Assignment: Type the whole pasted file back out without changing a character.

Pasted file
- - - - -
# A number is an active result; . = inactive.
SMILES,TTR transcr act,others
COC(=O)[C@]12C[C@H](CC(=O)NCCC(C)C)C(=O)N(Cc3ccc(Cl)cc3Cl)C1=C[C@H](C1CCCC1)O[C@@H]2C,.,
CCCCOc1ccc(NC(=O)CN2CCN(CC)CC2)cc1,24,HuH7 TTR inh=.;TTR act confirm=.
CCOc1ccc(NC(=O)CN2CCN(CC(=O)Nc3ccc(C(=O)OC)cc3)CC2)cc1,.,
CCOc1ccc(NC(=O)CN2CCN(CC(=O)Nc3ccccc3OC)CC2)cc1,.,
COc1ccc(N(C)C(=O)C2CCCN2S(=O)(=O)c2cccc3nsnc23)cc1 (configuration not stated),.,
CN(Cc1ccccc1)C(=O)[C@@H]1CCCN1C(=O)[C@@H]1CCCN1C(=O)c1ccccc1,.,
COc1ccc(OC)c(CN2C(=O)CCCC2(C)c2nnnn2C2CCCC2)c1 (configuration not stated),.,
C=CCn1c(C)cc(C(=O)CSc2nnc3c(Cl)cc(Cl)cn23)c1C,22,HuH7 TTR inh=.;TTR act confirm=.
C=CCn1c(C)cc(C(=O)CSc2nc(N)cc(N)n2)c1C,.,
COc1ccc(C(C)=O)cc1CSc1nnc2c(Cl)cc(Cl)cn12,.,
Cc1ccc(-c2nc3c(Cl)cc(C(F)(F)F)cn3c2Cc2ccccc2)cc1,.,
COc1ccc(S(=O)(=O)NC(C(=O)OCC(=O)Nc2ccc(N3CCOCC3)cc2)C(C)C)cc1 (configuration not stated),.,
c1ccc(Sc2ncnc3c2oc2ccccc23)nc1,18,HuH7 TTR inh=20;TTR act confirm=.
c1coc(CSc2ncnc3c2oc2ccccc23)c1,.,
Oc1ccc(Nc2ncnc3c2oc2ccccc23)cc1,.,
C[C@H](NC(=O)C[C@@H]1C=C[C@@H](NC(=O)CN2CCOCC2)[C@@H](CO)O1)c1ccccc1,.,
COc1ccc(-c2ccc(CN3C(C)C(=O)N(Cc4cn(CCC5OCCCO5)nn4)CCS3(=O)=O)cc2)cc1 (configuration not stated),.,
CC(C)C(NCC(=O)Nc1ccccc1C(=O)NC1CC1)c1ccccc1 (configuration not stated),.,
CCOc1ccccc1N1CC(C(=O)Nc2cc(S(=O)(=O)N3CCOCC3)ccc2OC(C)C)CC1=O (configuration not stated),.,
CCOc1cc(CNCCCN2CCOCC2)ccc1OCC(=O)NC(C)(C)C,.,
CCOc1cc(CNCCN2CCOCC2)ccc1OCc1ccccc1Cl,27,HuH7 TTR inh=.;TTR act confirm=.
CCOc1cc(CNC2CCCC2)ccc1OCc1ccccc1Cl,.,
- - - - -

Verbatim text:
# A number is an active result; . = inactive.
SMILES,TTR transcr act,others
COC(=O)[C@]12C[C@H](CC(=O)NCCC(C)C)C(=O)N(Cc3ccc(Cl)cc3Cl)C1=C[C@H](C1CCCC1)O[C@@H]2C,.,
CCCCOc1ccc(NC(=O)CN2CCN(CC)CC2)cc1,24,HuH7 TTR inh=.;TTR act confirm=.
CCOc1ccc(NC(=O)CN2CCN(CC(=O)Nc3ccc(C(=O)OC)cc3)CC2)cc1,.,
CCOc1ccc(NC(=O)CN2CCN(CC(=O)Nc3ccccc3OC)CC2)cc1,.,
COc1ccc(N(C)C(=O)C2CCCN2S(=O)(=O)c2cccc3nsnc23)cc1 (configuration not stated),.,
CN(Cc1ccccc1)C(=O)[C@@H]1CCCN1C(=O)[C@@H]1CCCN1C(=O)c1ccccc1,.,
COc1ccc(OC)c(CN2C(=O)CCCC2(C)c2nnnn2C2CCCC2)c1 (configuration not stated),.,
C=CCn1c(C)cc(C(=O)CSc2nnc3c(Cl)cc(Cl)cn23)c1C,22,HuH7 TTR inh=.;TTR act confirm=.
C=CCn1c(C)cc(C(=O)CSc2nc(N)cc(N)n2)c1C,.,
COc1ccc(C(C)=O)cc1CSc1nnc2c(Cl)cc(Cl)cn12,.,
Cc1ccc(-c2nc3c(Cl)cc(C(F)(F)F)cn3c2Cc2ccccc2)cc1,.,
COc1ccc(S(=O)(=O)NC(C(=O)OCC(=O)Nc2ccc(N3CCOCC3)cc2)C(C)C)cc1 (configuration not stated),.,
c1ccc(Sc2ncnc3c2oc2ccccc23)nc1,18,HuH7 TTR inh=20;TTR act confirm=.
c1coc(CSc2ncnc3c2oc2ccccc23)c1,.,
Oc1ccc(Nc2ncnc3c2oc2ccccc23)cc1,.,
C[C@H](NC(=O)C[C@@H]1C=C[C@@H](NC(=O)CN2CCOCC2)[C@@H](CO)O1)c1ccccc1,.,
COc1ccc(-c2ccc(CN3C(C)C(=O)N(Cc4cn(CCC5OCCCO5)nn4)CCS3(=O)=O)cc2)cc1 (configuration not stated),.,
CC(C)C(NCC(=O)Nc1ccccc1C(=O)NC1CC1)c1ccccc1 (configuration not stated),.,
CCOc1ccccc1N1CC(C(=O)Nc2cc(S(=O)(=O)N3CCOCC3)ccc2OC(C)C)CC1=O (configuration not stated),.,
CCOc1cc(CNCCCN2CCOCC2)ccc1OCC(=O)NC(C)(C)C,.,
CCOc1cc(CNCCN2CCOCC2)ccc1OCc1ccccc1Cl,27,HuH7 TTR inh=.;TTR act confirm=.
CCOc1cc(CNC2CCCC2)ccc1OCc1ccccc1Cl,.,